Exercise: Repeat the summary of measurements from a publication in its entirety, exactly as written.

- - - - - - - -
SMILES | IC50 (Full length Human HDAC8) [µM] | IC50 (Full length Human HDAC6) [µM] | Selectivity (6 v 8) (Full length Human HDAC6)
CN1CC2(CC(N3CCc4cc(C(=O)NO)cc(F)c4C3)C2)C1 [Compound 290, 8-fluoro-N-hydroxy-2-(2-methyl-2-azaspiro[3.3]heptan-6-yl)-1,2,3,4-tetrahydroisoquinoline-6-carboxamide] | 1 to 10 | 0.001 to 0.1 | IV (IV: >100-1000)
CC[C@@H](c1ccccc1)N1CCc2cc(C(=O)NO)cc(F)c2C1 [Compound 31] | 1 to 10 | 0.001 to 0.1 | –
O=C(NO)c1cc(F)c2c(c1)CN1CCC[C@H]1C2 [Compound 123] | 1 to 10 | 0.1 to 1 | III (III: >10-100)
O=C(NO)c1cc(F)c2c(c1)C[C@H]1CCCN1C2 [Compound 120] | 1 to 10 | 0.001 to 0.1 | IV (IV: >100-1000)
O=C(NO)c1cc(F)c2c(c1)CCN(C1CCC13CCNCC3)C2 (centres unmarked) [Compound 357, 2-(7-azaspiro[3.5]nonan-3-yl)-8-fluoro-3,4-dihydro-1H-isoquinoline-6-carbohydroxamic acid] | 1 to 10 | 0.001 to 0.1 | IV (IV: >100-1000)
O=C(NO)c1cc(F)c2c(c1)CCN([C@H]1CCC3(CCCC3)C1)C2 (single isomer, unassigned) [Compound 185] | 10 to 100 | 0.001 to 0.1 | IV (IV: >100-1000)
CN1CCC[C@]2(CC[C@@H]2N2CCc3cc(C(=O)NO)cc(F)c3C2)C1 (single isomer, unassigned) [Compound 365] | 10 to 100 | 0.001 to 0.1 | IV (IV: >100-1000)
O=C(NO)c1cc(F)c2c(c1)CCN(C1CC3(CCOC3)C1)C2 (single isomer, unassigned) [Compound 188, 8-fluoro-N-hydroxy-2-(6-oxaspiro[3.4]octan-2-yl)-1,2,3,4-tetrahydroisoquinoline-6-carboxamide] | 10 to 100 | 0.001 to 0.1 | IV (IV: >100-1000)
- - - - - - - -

SMILES | IC50 (Full length Human HDAC8) [µM] | IC50 (Full length Human HDAC6) [µM] | Selectivity (6 v 8) (Full length Human HDAC6)
CN1CC2(CC(N3CCc4cc(C(=O)NO)cc(F)c4C3)C2)C1 [Compound 290, 8-fluoro-N-hydroxy-2-(2-methyl-2-azaspiro[3.3]heptan-6-yl)-1,2,3,4-tetrahydroisoquinoline-6-carboxamide] | 1 to 10 | 0.001 to 0.1 | IV (IV: >100-1000)
CC[C@@H](c1ccccc1)N1CCc2cc(C(=O)NO)cc(F)c2C1 [Compound 31] | 1 to 10 | 0.001 to 0.1 | –
O=C(NO)c1cc(F)c2c(c1)CN1CCC[C@H]1C2 [Compound 123] | 1 to 10 | 0.1 to 1 | III (III: >10-100)
O=C(NO)c1cc(F)c2c(c1)C[C@H]1CCCN1C2 [Compound 120] | 1 to 10 | 0.001 to 0.1 | IV (IV: >100-1000)
O=C(NO)c1cc(F)c2c(c1)CCN(C1CCC13CCNCC3)C2 (centres unmarked) [Compound 357, 2-(7-azaspiro[3.5]nonan-3-yl)-8-fluoro-3,4-dihydro-1H-isoquinoline-6-carbohydroxamic acid] | 1 to 10 | 0.001 to 0.1 | IV (IV: >100-1000)
O=C(NO)c1cc(F)c2c(c1)CCN([C@H]1CCC3(CCCC3)C1)C2 (single isomer, unassigned) [Compound 185] | 10 to 100 | 0.001 to 0.1 | IV (IV: >100-1000)
CN1CCC[C@]2(CC[C@@H]2N2CCc3cc(C(=O)NO)cc(F)c3C2)C1 (single isomer, unassigned) [Compound 365] | 10 to 100 | 0.001 to 0.1 | IV (IV: >100-1000)
O=C(NO)c1cc(F)c2c(c1)CCN(C1CC3(CCOC3)C1)C2 (single isomer, unassigned) [Compound 188, 8-fluoro-N-hydroxy-2-(6-oxaspiro[3.4]octan-2-yl)-1,2,3,4-tetrahydroisoquinoline-6-carboxamide] | 10 to 100 | 0.001 to 0.1 | IV (IV: >100-1000)